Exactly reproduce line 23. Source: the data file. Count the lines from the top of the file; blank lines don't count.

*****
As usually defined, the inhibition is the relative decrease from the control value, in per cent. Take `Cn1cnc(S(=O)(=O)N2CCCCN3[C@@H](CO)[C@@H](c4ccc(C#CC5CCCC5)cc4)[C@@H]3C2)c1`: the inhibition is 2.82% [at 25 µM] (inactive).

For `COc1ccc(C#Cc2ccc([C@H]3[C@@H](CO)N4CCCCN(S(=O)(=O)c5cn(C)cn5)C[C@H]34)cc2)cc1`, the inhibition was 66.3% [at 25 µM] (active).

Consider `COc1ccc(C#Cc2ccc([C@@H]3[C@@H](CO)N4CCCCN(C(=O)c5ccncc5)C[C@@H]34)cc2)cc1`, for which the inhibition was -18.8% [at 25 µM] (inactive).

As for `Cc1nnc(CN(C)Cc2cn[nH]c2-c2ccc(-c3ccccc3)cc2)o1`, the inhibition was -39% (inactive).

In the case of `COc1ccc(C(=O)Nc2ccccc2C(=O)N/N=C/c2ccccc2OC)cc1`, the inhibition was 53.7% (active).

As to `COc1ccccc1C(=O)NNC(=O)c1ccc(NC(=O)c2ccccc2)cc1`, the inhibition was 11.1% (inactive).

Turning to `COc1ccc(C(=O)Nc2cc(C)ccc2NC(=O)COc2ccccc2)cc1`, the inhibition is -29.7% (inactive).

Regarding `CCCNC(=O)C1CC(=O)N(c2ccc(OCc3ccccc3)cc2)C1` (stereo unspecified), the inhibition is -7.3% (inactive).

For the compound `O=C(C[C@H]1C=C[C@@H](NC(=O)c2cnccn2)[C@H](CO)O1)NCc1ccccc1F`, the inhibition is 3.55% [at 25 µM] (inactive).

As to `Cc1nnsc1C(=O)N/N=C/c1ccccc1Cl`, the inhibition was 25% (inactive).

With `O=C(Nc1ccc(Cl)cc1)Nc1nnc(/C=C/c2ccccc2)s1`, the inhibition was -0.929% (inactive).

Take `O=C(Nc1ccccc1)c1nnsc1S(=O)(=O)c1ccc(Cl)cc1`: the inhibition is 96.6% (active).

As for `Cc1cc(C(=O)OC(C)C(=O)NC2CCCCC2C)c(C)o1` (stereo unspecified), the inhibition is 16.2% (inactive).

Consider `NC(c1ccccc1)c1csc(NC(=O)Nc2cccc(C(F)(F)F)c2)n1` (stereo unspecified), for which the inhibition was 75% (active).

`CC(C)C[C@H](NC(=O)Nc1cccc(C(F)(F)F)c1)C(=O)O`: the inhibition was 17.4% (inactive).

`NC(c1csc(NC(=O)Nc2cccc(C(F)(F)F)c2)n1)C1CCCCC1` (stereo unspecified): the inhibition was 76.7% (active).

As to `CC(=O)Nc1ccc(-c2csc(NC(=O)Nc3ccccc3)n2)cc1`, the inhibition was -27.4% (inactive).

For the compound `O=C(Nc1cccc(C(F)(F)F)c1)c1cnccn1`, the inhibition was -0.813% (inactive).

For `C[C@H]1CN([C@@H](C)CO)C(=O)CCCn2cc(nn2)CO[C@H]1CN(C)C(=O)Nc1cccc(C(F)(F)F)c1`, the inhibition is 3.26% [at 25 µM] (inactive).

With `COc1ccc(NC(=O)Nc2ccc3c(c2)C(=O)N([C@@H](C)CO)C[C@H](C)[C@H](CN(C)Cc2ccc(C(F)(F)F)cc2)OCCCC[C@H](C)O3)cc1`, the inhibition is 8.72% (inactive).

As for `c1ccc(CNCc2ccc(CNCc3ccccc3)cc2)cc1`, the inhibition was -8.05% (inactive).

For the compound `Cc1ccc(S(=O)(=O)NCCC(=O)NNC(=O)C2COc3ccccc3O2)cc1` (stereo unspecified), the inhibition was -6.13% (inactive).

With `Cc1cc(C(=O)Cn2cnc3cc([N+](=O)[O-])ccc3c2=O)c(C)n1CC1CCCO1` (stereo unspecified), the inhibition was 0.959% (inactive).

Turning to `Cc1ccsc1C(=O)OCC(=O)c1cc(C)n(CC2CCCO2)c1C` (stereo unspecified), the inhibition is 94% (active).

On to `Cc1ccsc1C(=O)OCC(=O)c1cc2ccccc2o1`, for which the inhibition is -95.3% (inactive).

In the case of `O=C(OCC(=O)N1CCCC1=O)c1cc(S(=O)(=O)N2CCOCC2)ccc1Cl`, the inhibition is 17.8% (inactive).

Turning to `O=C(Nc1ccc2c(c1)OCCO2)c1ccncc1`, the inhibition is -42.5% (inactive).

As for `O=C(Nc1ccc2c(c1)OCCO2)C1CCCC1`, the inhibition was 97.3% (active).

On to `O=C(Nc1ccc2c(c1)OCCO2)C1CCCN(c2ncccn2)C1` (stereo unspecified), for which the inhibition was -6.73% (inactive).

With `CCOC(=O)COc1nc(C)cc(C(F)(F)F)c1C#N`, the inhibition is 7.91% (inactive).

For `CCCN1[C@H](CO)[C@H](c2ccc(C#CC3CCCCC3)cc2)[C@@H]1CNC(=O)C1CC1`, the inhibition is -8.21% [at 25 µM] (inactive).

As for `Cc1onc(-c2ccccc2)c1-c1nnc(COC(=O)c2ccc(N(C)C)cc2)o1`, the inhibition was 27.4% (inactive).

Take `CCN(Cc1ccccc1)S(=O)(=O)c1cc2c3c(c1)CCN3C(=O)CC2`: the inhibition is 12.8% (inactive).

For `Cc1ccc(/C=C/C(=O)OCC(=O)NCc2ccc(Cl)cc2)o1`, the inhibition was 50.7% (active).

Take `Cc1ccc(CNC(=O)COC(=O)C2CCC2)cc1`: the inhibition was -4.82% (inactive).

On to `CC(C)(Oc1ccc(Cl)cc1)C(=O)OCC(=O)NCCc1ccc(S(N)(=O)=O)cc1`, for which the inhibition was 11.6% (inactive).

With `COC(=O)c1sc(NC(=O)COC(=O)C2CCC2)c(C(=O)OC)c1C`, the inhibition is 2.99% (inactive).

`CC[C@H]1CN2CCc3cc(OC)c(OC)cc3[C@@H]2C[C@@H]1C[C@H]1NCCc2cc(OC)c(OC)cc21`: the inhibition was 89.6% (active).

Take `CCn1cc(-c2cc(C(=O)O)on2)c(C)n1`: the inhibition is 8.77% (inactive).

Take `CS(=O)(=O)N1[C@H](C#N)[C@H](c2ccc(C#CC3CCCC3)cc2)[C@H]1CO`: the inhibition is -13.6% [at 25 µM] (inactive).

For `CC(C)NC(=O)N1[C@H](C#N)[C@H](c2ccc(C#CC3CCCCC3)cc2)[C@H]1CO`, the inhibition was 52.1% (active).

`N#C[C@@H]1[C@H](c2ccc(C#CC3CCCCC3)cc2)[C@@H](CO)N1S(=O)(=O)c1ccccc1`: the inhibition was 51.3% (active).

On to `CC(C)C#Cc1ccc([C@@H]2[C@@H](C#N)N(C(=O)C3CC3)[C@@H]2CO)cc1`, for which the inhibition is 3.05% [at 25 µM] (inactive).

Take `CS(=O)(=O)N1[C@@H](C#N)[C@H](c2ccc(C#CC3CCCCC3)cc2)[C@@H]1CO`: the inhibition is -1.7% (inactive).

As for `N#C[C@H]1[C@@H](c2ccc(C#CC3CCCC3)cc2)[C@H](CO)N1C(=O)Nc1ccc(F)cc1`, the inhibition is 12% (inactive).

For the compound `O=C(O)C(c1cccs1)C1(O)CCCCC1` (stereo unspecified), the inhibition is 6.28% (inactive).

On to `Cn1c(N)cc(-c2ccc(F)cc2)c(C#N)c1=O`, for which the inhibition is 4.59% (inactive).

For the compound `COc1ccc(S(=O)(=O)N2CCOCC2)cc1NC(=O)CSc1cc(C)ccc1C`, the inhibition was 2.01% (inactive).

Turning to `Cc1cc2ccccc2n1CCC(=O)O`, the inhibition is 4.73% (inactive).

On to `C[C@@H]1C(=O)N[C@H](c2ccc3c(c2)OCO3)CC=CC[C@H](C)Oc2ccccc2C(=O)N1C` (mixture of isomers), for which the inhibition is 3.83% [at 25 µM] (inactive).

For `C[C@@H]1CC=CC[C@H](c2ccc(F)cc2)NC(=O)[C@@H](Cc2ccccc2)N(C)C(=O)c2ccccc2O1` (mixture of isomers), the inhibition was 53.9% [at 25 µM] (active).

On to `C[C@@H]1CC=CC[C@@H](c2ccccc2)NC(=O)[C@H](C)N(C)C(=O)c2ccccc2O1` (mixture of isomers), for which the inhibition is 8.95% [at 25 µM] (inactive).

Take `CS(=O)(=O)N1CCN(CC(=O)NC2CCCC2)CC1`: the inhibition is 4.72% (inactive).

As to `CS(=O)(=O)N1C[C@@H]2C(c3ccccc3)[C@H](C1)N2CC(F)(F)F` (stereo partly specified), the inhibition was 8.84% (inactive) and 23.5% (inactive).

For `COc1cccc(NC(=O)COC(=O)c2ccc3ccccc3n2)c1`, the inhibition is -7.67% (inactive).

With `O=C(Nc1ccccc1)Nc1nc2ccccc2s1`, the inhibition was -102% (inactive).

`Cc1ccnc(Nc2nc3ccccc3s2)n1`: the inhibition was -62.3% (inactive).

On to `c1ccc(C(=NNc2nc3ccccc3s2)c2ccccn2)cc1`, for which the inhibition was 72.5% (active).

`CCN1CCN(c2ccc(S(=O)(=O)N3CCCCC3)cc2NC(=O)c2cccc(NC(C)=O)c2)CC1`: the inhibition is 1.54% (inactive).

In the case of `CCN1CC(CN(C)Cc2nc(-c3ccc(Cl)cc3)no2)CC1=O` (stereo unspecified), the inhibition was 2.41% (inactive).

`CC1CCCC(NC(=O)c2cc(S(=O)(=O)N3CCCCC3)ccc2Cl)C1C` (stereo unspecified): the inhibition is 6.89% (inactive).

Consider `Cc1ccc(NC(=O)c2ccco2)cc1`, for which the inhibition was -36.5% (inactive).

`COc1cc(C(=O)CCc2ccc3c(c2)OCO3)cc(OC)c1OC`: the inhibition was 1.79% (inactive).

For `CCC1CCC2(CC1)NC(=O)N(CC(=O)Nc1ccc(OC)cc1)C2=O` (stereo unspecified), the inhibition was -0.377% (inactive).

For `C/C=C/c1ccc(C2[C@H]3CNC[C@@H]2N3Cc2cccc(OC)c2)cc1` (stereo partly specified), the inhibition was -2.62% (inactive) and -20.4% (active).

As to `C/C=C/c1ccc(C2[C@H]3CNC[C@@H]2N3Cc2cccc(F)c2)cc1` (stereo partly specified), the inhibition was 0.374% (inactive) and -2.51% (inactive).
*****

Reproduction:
With `Cc1cc(C(=O)Cn2cnc3cc([N+](=O)[O-])ccc3c2=O)c(C)n1CC1CCCO1` (stereo unspecified), the inhibition was 0.959% (inactive).